31. 31.
    Visted T, Bjerkvig R, Enger PO (2001) Cell encapsulation technology as a therapeutic strategy for CNS malignancies. Neuro Oncol 3(3):201–210PubMedGoogle Scholar
  32. 32.
    Voisin P, Bouchaud V, Merle M, Diolez P, Duffy L, Flint K, Franconi JM, Bouzier-Sore AK (2010) Microglia in close vicinity of glioma cells: correlation between phenotype and metabolic alterations. Front Neuroenergetics 2:131. doi: 10.3389/fnene.2010.00131 PubMedCrossRefGoogle Scholar
  33. 33.
    Wan G, Too HP (2010) A specific isoform of glial cell line-derived neurotrophic factor family receptor alpha 1 regulates RhoA expression and glioma cell migration. J Neurochem 115(3):759–770. doi: 10.1111/j.1471-4159.2010.06975.x PubMedCrossRefGoogle Scholar
  34. 34.
    Watters JJ, Schartner JM, Badie B (2005) Microglia function in brain tumors. J Neurosci Res 81(3):447–455. doi: 10.1002/jnr.20485 PubMedCrossRefGoogle Scholar
  35. 35.
    Wiesenhofer B, Stockhammer G, Kostron H, Maier H, Hinterhuber H, Humpel C (2000) Glial cell line-derived neurotrophic factor (GDNF) and its receptor (GFR-alpha 1) are strongly expressed in human gliomas. Acta Neuropathol 99(2):131–137PubMedCrossRefGoogle Scholar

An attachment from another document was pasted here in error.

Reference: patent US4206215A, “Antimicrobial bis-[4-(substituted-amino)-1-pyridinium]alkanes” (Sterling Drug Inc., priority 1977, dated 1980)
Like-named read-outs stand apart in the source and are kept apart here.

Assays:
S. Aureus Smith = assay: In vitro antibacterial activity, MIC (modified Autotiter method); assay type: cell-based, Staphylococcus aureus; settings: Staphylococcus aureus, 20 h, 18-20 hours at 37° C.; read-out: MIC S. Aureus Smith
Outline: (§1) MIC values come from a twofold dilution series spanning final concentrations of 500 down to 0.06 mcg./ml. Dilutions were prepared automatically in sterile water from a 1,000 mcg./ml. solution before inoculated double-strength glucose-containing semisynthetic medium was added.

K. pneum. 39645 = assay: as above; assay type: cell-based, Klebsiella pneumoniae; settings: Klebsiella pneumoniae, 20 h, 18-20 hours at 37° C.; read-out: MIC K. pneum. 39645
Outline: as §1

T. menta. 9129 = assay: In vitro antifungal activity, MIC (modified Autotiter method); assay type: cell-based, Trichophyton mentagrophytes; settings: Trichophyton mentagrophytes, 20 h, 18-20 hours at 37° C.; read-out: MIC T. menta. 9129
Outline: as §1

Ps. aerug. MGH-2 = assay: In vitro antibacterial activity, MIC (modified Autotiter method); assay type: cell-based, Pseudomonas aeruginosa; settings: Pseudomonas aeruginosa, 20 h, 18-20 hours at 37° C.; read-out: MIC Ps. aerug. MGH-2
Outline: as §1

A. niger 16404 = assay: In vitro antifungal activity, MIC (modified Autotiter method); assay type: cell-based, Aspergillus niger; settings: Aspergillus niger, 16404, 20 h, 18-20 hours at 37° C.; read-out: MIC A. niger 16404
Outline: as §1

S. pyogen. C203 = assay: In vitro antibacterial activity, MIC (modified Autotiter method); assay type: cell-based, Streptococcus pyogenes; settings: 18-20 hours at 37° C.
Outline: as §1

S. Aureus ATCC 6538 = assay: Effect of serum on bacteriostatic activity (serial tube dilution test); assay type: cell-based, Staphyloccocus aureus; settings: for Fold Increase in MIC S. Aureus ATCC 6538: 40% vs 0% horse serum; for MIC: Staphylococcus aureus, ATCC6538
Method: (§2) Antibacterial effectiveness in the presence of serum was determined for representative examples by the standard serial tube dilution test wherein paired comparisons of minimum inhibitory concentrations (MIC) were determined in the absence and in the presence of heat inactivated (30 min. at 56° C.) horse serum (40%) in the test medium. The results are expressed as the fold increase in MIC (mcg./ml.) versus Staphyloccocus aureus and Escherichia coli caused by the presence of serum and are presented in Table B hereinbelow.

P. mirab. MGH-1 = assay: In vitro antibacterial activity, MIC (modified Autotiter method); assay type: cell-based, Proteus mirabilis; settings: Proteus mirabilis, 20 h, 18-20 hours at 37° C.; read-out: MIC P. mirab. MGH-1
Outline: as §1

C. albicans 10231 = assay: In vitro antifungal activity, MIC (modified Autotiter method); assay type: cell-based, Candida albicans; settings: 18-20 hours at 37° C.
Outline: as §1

36. 36.
    Wiggins H, Rappoport J (2010) An agarose spot assay for chemotactic invasion. Biotechniques 48(2):121–124. doi: 10.2144/000113353 PubMedCrossRefGoogle Scholar
  37. 37.
    Zhang GJ, Chen TB, Hargreaves R, Sur C, Williams DL Jr (2008) Bioluminescence imaging of hollow fibers in living animals: its application in monitoring molecular pathways. Nat Protoc 3(5):891–899. doi: 10.1038/nprot.2008.52 PubMedCrossRefGoogle Scholar
  38. 38.
    Zhao D, Najbauer J, Garcia E, Metz MZ, Gutova M, Glackin CA, Kim SU, Aboody KS (2008) Neural stem cell tropism to glioma: critical role of tumor hypoxia. Mol Cancer Res 6(12):1819–1829. doi: 10.1158/1541-7786.MCR-08-0146 PubMedCrossRefGoogle Scholar

Copyright information

© Springer-Verlag Berlin Heidelberg 2013

Authors and Affiliations

  • Min-Chi Ku
    • 1
  • Susanne A. Wolf
    • 1
  • Dorota Respondek
    • 1
  • Vitali Matyash
    • 1
  • Andreas Pohlmann
    • 2
  • Sonia Waiczies
    • 2
  • Helmar Waiczies
    • 2
  • Thoralf Niendorf
    • 2
  • Michael Synowitz
    • 3
  • Rainer Glass
    • 4
  • Helmut Kettenmann
    • 1
  1. 1.Department of Cellular Neuroscience, Max Delbrück Center for Molecular Medicine (MDC)BerlinGermany
  2. 2.Berlin Ultrahigh Field Facility (B.U.F.F.), Max Delbrück Center for Molecular Medicine (MDC)BerlinGermany
  3. 3.Department of NeurosurgeryCharité-Universitätsmedizin BerlinBerlinGermany
  4. 4.Klinikum der Universität München (LMU), Klinik für Neurochirurgie, Neurochirurgische ForschungMunichGermany

Personalised recommendations